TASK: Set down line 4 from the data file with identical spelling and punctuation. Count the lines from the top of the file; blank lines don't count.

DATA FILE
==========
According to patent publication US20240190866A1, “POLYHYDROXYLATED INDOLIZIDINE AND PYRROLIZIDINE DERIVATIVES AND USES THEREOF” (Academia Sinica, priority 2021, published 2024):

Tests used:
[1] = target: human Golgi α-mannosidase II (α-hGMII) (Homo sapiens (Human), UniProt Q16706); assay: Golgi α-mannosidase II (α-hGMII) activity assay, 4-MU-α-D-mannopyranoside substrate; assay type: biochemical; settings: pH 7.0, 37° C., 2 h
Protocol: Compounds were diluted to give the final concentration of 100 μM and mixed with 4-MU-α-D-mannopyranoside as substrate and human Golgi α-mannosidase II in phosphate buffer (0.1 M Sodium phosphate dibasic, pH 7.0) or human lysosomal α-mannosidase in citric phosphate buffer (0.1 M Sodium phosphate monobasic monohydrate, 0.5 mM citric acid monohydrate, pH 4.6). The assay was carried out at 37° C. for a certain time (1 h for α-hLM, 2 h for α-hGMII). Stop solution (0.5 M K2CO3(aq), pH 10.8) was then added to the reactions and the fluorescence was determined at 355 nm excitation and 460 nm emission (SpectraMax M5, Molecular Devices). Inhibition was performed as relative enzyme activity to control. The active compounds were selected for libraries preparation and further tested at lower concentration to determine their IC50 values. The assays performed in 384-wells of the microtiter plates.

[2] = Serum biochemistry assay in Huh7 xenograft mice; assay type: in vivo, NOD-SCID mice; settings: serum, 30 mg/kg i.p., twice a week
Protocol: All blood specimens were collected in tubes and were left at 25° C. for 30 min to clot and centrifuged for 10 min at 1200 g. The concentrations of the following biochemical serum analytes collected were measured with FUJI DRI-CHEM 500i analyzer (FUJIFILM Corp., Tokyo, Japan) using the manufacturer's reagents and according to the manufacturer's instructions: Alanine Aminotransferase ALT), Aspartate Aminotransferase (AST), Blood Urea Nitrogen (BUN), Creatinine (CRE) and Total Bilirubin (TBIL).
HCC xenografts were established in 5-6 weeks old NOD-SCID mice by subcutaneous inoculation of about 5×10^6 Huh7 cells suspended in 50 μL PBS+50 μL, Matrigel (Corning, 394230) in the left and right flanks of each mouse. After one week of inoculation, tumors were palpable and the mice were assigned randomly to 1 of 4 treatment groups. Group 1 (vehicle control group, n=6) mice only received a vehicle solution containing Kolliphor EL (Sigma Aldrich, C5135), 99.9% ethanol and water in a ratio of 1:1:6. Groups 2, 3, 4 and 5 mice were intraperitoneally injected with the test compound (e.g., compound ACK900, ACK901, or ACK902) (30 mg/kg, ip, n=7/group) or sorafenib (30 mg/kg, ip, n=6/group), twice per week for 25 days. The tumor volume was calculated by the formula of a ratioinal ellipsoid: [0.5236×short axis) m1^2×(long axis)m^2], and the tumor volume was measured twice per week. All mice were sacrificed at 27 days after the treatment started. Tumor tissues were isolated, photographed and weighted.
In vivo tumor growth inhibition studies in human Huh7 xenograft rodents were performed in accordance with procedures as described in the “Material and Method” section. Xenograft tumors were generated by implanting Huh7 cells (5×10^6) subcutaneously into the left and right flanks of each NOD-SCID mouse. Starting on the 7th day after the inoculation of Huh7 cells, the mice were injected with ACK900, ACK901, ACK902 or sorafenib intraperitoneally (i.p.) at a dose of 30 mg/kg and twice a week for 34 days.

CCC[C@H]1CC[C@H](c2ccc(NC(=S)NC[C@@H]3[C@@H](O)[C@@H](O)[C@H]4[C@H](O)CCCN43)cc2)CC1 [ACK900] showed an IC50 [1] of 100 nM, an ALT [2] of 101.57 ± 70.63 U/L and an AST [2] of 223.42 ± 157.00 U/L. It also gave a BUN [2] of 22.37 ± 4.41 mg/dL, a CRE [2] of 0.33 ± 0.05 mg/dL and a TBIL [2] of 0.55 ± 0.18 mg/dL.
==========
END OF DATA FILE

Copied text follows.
Protocol: Compounds were diluted to give the final concentration of 100 μM and mixed with 4-MU-α-D-mannopyranoside as substrate and human Golgi α-mannosidase II in phosphate buffer (0.1 M Sodium phosphate dibasic, pH 7.0) or human lysosomal α-mannosidase in citric phosphate buffer (0.1 M Sodium phosphate monobasic monohydrate, 0.5 mM citric acid monohydrate, pH 4.6). The assay was carried out at 37° C. for a certain time (1 h for α-hLM, 2 h for α-hGMII). Stop solution (0.5 M K2CO3(aq), pH 10.8) was then added to the reactions and the fluorescence was determined at 355 nm excitation and 460 nm emission (SpectraMax M5, Molecular Devices). Inhibition was performed as relative enzyme activity to control. The active compounds were selected for libraries preparation and further tested at lower concentration to determine their IC50 values. The assays performed in 384-wells of the microtiter plates.